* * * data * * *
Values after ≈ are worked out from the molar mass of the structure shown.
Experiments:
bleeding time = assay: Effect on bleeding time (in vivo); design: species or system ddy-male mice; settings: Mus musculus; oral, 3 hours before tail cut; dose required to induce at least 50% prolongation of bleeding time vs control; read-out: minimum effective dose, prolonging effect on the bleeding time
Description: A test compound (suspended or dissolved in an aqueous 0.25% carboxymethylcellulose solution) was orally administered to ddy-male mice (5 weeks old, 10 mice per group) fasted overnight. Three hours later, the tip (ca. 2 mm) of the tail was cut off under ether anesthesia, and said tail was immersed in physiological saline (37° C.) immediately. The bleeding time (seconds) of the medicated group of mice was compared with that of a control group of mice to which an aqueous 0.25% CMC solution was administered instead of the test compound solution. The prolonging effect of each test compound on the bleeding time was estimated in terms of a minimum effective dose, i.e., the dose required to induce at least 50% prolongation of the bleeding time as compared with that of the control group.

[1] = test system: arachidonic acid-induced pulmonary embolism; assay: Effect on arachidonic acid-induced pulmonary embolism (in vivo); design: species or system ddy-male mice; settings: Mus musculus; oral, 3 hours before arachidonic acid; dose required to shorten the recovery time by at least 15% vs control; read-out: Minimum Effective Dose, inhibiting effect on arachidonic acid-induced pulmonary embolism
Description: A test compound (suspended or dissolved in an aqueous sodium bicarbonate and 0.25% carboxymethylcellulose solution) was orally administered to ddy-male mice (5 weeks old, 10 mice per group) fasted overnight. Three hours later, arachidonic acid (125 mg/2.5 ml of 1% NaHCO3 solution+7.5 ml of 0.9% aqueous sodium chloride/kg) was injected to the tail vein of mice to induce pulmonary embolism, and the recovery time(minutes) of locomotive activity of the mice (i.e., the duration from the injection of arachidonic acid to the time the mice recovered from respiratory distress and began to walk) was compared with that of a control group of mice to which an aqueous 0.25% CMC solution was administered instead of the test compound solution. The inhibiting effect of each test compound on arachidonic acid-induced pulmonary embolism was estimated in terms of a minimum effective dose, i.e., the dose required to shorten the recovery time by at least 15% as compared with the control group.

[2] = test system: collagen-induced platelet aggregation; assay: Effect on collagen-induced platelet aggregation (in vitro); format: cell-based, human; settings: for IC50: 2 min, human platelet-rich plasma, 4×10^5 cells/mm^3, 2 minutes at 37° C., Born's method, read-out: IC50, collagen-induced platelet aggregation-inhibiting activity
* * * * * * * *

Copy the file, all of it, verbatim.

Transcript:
Values after ≈ are worked out from the molar mass of the structure shown.
Experiments:
bleeding time = assay: Effect on bleeding time (in vivo); design: species or system ddy-male mice; settings: Mus musculus; oral, 3 hours before tail cut; dose required to induce at least 50% prolongation of bleeding time vs control; read-out: minimum effective dose, prolonging effect on the bleeding time
Description: A test compound (suspended or dissolved in an aqueous 0.25% carboxymethylcellulose solution) was orally administered to ddy-male mice (5 weeks old, 10 mice per group) fasted overnight. Three hours later, the tip (ca. 2 mm) of the tail was cut off under ether anesthesia, and said tail was immersed in physiological saline (37° C.) immediately. The bleeding time (seconds) of the medicated group of mice was compared with that of a control group of mice to which an aqueous 0.25% CMC solution was administered instead of the test compound solution. The prolonging effect of each test compound on the bleeding time was estimated in terms of a minimum effective dose, i.e., the dose required to induce at least 50% prolongation of the bleeding time as compared with that of the control group.

[1] = test system: arachidonic acid-induced pulmonary embolism; assay: Effect on arachidonic acid-induced pulmonary embolism (in vivo); design: species or system ddy-male mice; settings: Mus musculus; oral, 3 hours before arachidonic acid; dose required to shorten the recovery time by at least 15% vs control; read-out: Minimum Effective Dose, inhibiting effect on arachidonic acid-induced pulmonary embolism
Description: A test compound (suspended or dissolved in an aqueous sodium bicarbonate and 0.25% carboxymethylcellulose solution) was orally administered to ddy-male mice (5 weeks old, 10 mice per group) fasted overnight. Three hours later, arachidonic acid (125 mg/2.5 ml of 1% NaHCO3 solution+7.5 ml of 0.9% aqueous sodium chloride/kg) was injected to the tail vein of mice to induce pulmonary embolism, and the recovery time(minutes) of locomotive activity of the mice (i.e., the duration from the injection of arachidonic acid to the time the mice recovered from respiratory distress and began to walk) was compared with that of a control group of mice to which an aqueous 0.25% CMC solution was administered instead of the test compound solution. The inhibiting effect of each test compound on arachidonic acid-induced pulmonary embolism was estimated in terms of a minimum effective dose, i.e., the dose required to shorten the recovery time by at least 15% as compared with the control group.

[2] = test system: collagen-induced platelet aggregation; assay: Effect on collagen-induced platelet aggregation (in vitro); format: cell-based, human; settings: for IC50: 2 min, human platelet-rich plasma, 4×10^5 cells/mm^3, 2 minutes at 37° C., Born's method, read-out: IC50, collagen-induced platelet aggregation-inhibiting activity